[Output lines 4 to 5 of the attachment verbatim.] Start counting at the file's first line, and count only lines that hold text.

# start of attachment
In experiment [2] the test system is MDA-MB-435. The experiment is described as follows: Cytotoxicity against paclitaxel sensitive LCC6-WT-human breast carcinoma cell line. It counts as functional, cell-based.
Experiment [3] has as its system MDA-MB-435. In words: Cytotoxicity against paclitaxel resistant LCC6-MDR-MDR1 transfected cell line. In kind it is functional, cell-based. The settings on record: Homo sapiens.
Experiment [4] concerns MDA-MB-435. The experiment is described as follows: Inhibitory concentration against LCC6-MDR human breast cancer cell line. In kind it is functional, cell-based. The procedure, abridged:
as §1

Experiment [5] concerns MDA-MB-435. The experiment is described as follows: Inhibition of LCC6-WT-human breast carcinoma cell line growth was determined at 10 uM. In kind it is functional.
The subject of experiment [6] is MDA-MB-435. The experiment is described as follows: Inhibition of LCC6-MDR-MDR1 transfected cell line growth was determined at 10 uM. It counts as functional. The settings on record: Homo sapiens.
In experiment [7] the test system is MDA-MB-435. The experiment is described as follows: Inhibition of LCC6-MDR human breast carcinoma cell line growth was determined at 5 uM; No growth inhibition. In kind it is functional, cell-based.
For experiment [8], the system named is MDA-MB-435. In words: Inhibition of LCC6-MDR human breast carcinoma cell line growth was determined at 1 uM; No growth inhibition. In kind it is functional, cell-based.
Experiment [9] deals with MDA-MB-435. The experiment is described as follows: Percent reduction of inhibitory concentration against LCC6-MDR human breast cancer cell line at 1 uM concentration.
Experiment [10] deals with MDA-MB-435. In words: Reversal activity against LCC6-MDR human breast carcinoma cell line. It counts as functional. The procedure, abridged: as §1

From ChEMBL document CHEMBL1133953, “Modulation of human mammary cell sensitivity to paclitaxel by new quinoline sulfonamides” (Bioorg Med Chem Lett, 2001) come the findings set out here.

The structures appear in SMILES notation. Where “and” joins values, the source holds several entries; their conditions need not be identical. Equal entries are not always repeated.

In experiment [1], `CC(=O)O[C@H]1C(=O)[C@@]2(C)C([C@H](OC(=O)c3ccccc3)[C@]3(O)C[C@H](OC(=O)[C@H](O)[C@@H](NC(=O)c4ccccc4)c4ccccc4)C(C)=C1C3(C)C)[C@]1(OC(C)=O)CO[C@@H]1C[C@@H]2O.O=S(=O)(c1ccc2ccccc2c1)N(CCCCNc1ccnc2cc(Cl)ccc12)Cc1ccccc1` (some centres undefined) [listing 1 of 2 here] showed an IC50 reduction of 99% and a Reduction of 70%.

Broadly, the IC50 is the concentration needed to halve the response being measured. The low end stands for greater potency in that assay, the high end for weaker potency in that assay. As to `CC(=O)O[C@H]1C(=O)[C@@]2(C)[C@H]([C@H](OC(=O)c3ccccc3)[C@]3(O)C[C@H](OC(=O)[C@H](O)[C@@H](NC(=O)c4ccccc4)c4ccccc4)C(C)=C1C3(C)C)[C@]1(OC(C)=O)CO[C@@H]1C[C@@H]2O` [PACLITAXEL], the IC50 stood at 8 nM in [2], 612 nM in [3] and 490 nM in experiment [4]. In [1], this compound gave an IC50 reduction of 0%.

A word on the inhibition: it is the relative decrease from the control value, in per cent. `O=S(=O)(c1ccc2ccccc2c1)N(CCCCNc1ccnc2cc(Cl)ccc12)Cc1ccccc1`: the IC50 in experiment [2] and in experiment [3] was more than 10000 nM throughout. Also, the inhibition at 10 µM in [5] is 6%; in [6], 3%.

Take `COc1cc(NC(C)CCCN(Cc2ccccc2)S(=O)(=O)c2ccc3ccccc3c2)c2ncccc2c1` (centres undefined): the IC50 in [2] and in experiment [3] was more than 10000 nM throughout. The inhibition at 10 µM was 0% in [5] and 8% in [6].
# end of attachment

as §1

Experiment [5] concerns MDA-MB-435. The experiment is described as follows: Inhibition of LCC6-WT-human breast carcinoma cell line growth was determined at 10 uM. In kind it is functional.